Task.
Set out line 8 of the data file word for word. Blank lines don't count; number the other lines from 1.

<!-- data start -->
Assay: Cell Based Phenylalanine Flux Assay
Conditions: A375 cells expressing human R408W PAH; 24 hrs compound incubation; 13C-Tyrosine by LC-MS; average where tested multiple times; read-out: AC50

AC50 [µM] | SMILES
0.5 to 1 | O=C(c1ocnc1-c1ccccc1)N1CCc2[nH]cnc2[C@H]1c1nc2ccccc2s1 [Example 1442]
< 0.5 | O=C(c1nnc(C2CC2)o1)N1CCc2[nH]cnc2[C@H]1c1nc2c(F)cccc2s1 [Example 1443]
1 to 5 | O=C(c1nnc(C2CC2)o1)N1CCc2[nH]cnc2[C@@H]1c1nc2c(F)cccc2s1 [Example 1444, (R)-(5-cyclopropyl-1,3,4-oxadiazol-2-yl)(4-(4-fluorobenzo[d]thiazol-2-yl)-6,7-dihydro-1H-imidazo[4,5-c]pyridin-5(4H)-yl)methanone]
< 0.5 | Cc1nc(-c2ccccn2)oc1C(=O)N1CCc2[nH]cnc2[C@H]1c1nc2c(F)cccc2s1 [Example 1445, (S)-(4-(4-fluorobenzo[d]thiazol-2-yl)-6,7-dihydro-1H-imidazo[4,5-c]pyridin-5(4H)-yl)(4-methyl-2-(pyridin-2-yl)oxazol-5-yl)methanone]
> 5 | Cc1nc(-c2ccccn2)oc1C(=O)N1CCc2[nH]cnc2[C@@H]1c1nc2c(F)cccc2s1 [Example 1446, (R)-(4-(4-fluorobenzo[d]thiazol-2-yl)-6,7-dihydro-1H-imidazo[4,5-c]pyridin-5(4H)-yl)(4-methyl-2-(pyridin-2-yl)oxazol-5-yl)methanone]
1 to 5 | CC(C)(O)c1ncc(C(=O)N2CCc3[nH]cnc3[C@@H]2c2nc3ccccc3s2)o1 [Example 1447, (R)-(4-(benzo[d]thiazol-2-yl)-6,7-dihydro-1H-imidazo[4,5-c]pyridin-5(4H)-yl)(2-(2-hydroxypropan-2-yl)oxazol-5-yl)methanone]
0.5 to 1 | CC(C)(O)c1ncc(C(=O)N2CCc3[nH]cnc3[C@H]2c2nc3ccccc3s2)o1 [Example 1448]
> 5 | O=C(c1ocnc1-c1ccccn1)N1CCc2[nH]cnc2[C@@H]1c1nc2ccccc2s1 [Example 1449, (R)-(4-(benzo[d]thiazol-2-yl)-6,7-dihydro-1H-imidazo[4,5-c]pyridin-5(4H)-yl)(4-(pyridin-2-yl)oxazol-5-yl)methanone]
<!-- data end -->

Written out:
> 5 | Cc1nc(-c2ccccn2)oc1C(=O)N1CCc2[nH]cnc2[C@@H]1c1nc2c(F)cccc2s1 [Example 1446, (R)-(4-(4-fluorobenzo[d]thiazol-2-yl)-6,7-dihydro-1H-imidazo[4,5-c]pyridin-5(4H)-yl)(4-methyl-2-(pyridin-2-yl)oxazol-5-yl)methanone]